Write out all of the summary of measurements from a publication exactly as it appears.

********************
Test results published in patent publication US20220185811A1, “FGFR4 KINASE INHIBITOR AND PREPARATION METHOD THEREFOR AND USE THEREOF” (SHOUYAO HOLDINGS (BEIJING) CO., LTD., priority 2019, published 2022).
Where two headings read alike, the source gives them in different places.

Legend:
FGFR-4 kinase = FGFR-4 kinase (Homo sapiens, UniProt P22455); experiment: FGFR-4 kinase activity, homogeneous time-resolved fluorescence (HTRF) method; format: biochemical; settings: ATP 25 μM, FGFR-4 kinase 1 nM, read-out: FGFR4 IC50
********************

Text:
Test results published in patent publication US20220185811A1, “FGFR4 KINASE INHIBITOR AND PREPARATION METHOD THEREFOR AND USE THEREOF” (SHOUYAO HOLDINGS (BEIJING) CO., LTD., priority 2019, published 2022).
Where two headings read alike, the source gives them in different places.

Legend:
FGFR-4 kinase = FGFR-4 kinase (Homo sapiens, UniProt P22455); experiment: FGFR-4 kinase activity, homogeneous time-resolved fluorescence (HTRF) method; format: biochemical; settings: ATP 25 μM, FGFR-4 kinase 1 nM, read-out: FGFR4 IC50